I'm making a tone control audio amplifier for a pair of headphones.

I'm having trouble understanding the baxandall circuit.

So I understand that the baxandall circuit is a tone control circuit, able to configure a bass and treble through RC filters.

The general understanding I have from it, is that the capacitance of the capacitor can vary resistance depending on the frequency from the equation f = 1/(2piXC). By using this cutoff frequency you can determine resistors to put in the circuit and direct signal elsewhere.

Note: The circuit in the picture is not a final design, they just have varying values to experiment.

The questions are:

1. Even though the equation listed above is for a capacitor, RC filters usually have a resistor and a capacitor. I don't understand where the RC combination for low and high on this could be.

2. Assuming that bass is 200Hz and below and 2.5kHz and above is for treble, how could I change the values for these figures?

3. I understand that the op-amp is for gain however, is the gain configured by R3 and R2?

4. Without the op-amp the signal input and output is unchanged, why is that?

5. The signal output is out of phase by pi, do I need an inverter to correct this phase?

Here is my analysis of the circuit. Suppose a frequency of 1000Hz, and assume that there is a bass cut i.e X1 is max so 100K. (Using all values in circuit except the pots being 100k)

There are two routes the signal goes through.

Through R1 and R4. From R1 goes to C2 as the reactance of the capacitor is 3386ohms (1/(2pi*47nF*1000Hz)) which is smaller than the 100k, this then goes to R3 to negative input of op amp.

This is the thought process I have with my analysis, which leads to the questions above. Obviously not all current goes through a single route, but because the resistances are smaller I'm saying that the signal passes through them instead.

I'm having trouble understanding the baxandall circuit.

So I understand that the baxandall circuit is a tone control circuit, able to configure a bass and treble through RC filters.

The general understanding I have from it, is that the capacitance of the capacitor can vary resistance depending on the frequency from the equation f = 1/(2piXC). By using this cutoff frequency you can determine resistors to put in the circuit and direct signal elsewhere.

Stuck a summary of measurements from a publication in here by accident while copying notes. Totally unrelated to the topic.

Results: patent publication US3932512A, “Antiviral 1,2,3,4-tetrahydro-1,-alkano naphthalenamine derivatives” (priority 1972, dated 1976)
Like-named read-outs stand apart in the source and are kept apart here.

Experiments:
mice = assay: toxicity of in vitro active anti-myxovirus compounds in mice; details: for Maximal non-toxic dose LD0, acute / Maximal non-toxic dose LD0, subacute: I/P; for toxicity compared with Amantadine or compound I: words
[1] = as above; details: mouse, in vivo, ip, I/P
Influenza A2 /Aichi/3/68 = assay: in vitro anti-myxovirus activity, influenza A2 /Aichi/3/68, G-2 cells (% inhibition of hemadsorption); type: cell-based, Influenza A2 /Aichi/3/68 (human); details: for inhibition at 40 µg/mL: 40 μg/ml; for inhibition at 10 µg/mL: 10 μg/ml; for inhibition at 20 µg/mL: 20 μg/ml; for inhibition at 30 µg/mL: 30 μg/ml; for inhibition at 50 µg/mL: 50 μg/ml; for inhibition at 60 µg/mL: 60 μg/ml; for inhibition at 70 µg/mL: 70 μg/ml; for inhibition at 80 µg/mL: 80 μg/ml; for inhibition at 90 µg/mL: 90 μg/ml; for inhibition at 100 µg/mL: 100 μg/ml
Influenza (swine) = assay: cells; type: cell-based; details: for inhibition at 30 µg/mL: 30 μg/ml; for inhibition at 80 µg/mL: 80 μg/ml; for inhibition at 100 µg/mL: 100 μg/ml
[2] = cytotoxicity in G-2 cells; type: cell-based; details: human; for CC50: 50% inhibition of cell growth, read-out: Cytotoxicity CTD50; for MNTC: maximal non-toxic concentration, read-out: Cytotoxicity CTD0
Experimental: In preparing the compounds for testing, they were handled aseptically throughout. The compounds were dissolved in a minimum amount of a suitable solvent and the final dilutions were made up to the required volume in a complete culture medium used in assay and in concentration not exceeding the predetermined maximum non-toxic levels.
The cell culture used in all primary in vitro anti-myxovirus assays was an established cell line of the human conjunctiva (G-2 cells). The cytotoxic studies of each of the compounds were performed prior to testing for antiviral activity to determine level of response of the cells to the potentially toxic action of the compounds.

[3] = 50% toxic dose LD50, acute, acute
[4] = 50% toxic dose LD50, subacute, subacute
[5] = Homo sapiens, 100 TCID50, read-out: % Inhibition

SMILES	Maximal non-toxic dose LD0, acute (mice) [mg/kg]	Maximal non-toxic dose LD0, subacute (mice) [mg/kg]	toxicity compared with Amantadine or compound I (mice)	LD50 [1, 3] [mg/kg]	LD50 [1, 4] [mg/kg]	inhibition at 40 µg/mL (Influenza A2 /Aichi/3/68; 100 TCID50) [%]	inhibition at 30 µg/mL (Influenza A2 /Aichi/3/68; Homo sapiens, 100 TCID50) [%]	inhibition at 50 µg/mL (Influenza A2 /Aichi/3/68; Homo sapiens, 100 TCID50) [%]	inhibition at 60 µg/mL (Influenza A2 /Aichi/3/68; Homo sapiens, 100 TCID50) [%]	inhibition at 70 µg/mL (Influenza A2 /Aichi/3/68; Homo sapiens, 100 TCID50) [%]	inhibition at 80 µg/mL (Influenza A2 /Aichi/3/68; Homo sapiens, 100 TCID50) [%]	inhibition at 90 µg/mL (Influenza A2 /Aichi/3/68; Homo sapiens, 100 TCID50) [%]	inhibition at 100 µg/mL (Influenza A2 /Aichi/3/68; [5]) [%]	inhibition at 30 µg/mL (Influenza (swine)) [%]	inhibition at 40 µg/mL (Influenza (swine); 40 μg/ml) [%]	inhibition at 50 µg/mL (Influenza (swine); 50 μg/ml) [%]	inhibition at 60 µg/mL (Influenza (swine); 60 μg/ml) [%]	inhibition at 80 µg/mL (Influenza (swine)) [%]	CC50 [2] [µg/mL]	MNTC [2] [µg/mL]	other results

Note: The circuit in the picture is not a final design, they just have varying values to experiment.

The questions are:

1. Even though the equation listed above is for a capacitor, RC filters usually have a resistor and a capacitor. I don't understand where the RC combination for low and high on this could be.

2. Assuming that bass is 200Hz and below and 2.5kHz and above is for treble, how could I change the values for these figures?

3. I understand that the op-amp is for gain however, is the gain configured by R3 and R2?

4. Without the op-amp the signal input and output is unchanged, why is that?

5. The signal output is out of phase by pi, do I need an inverter to correct this phase?

Here is my analysis of the circuit. Suppose a frequency of 1000Hz, and assume that there is a bass cut i.e X1 is max so 100K. (Using all values in circuit except the pots being 100k)

There are two routes the signal goes through.

Through R1 and R4. From R1 goes to C2 as the reactance of the capacitor is 3386ohms (1/(2pi*47nF*1000Hz)) which is smaller than the 100k, this then goes to R3 to negative input of op amp.

This is the thought process I have with my analysis, which leads to the questions above. Obviously not all current goes through a single route, but because the resistances are smaller I'm saying that the signal passes through them instead.